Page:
We already know that manager Edwin Rodriguez intends to bat Stanton in Uggla's old cleanup spot, and we all know The Big Worm possesses big-time power. Stanton hit 22 home runs with the Marlins after being called up in June and, combined with his minor-league numbers, totaled 43 on the season. But, can his home run output of 40+ over a split minors/majors season translate to the same number -- or closely similar -- over the course of a full major league season, and next season in particular?
History suggests Stanton, at age 21, has his work cut out. Only two players in major league history (Source: baseball-reference.com) have hit as many as 40 home runs when they were 21 or younger: Mel Ott, who hit 42 as a 20-year-old in 1929, and Eddie Mathews, who hit 47 as a 21-year-old in 1953. After that, the best individual home run seasons by players 21 or younger belong to Frank Robinson (38 HRs at age 20 in 1956), Albert Pujols (37 HRs at age 21 in 2001) and Alex Rodriguez (36 HRs as a 20-year-old in 1996).
Bill James, in the 2011 Bill James Handbook, projects Stanton to hit 38 next season. That's not 40, but it's hardly chump change, either. And it could be a sign of great things to come for Stanton if he reaches that number. It would certainly place him in lofty company. After all, Ott, Mathews and Robinson ended up in the Hall of Fame, and Pujols and Rodriguez are headed in that direction.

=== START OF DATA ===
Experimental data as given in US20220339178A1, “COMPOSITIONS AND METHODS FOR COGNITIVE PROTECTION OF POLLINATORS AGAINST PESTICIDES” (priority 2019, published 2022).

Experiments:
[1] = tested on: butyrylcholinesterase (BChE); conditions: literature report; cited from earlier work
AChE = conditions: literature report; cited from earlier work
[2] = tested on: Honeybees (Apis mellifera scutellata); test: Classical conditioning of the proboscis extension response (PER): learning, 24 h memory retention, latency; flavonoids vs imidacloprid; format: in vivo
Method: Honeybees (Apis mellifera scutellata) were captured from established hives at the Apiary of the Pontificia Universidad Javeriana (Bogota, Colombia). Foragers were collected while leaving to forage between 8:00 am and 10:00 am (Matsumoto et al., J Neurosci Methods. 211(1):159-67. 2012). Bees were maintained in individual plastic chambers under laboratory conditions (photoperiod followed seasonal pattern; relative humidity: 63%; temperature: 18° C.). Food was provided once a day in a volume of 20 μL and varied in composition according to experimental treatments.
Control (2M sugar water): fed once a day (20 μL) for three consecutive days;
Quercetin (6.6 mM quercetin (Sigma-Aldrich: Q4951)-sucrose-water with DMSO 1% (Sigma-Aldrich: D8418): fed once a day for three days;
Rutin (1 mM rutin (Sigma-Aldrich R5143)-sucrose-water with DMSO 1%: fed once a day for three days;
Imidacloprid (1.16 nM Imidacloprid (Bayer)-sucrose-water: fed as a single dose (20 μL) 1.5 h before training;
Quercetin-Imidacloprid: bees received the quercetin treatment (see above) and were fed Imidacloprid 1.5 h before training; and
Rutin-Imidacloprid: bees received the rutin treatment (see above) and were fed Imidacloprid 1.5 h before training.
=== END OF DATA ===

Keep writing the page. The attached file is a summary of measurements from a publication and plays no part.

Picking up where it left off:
MARLINS CLOSING IN ON CHOATE? -- As our own Barry Jackson mentioned this morning, and FoxSports' Ken Rosenthal advanced later, the Marlins might have their eyes set on Randy Choate to fill that lefty relief spot they've been seeking. Rosenthal said that the Marlins are "working to sign" the 35-year-old pitcher, who appeared in an American League-leading 85 games last season for the Tampa Bay Rays, He's your typical one- to two-batter situational lefty, having totaled only 44 2/3 innings for the Rays in '10. Left-handed batters hit just .202 against Choate last season. Right-handers: .410.
LAKE BUENA VISTA -- No trades. No signings. No draft picks.
The winter meetings ended Thursday without the Marlins adding a single player to their roster. Not that walking away empty-handed was ever the intention. But after an extremely active period going in, one in which they acquired four relievers, a starting pitcher and a starting catcher, there was always the chance that these winter meetings would be a slow one for the Marlins. And they were.